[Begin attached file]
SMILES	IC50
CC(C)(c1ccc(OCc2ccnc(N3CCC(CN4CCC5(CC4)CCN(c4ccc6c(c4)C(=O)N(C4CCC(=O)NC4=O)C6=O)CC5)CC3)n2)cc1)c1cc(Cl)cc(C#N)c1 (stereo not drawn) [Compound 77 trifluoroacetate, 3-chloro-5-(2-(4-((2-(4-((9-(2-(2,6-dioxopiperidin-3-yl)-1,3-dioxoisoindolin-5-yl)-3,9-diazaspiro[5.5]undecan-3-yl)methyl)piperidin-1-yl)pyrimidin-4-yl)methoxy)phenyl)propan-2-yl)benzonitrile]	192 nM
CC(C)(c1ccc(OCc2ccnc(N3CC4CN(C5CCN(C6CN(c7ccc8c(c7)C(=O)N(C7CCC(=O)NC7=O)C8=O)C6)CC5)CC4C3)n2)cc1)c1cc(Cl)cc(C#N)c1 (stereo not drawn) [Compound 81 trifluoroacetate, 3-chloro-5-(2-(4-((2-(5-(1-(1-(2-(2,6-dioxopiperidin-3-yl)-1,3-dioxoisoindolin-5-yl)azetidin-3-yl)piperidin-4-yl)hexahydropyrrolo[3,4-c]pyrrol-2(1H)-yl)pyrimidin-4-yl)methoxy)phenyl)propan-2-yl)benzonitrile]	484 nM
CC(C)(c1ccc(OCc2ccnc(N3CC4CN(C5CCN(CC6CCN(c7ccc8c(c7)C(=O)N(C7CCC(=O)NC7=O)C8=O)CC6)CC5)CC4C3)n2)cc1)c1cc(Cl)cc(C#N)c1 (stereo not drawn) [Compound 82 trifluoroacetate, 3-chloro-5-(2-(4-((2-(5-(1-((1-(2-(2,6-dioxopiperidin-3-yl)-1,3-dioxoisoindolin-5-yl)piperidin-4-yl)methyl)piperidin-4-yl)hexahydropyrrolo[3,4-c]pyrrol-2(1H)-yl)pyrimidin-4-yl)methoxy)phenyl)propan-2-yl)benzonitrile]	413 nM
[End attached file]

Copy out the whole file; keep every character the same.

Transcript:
SMILES	IC50
CC(C)(c1ccc(OCc2ccnc(N3CCC(CN4CCC5(CC4)CCN(c4ccc6c(c4)C(=O)N(C4CCC(=O)NC4=O)C6=O)CC5)CC3)n2)cc1)c1cc(Cl)cc(C#N)c1 (stereo not drawn) [Compound 77 trifluoroacetate, 3-chloro-5-(2-(4-((2-(4-((9-(2-(2,6-dioxopiperidin-3-yl)-1,3-dioxoisoindolin-5-yl)-3,9-diazaspiro[5.5]undecan-3-yl)methyl)piperidin-1-yl)pyrimidin-4-yl)methoxy)phenyl)propan-2-yl)benzonitrile]	192 nM
CC(C)(c1ccc(OCc2ccnc(N3CC4CN(C5CCN(C6CN(c7ccc8c(c7)C(=O)N(C7CCC(=O)NC7=O)C8=O)C6)CC5)CC4C3)n2)cc1)c1cc(Cl)cc(C#N)c1 (stereo not drawn) [Compound 81 trifluoroacetate, 3-chloro-5-(2-(4-((2-(5-(1-(1-(2-(2,6-dioxopiperidin-3-yl)-1,3-dioxoisoindolin-5-yl)azetidin-3-yl)piperidin-4-yl)hexahydropyrrolo[3,4-c]pyrrol-2(1H)-yl)pyrimidin-4-yl)methoxy)phenyl)propan-2-yl)benzonitrile]	484 nM
CC(C)(c1ccc(OCc2ccnc(N3CC4CN(C5CCN(CC6CCN(c7ccc8c(c7)C(=O)N(C7CCC(=O)NC7=O)C8=O)CC6)CC5)CC4C3)n2)cc1)c1cc(Cl)cc(C#N)c1 (stereo not drawn) [Compound 82 trifluoroacetate, 3-chloro-5-(2-(4-((2-(5-(1-((1-(2-(2,6-dioxopiperidin-3-yl)-1,3-dioxoisoindolin-5-yl)piperidin-4-yl)methyl)piperidin-4-yl)hexahydropyrrolo[3,4-c]pyrrol-2(1H)-yl)pyrimidin-4-yl)methoxy)phenyl)propan-2-yl)benzonitrile]	413 nM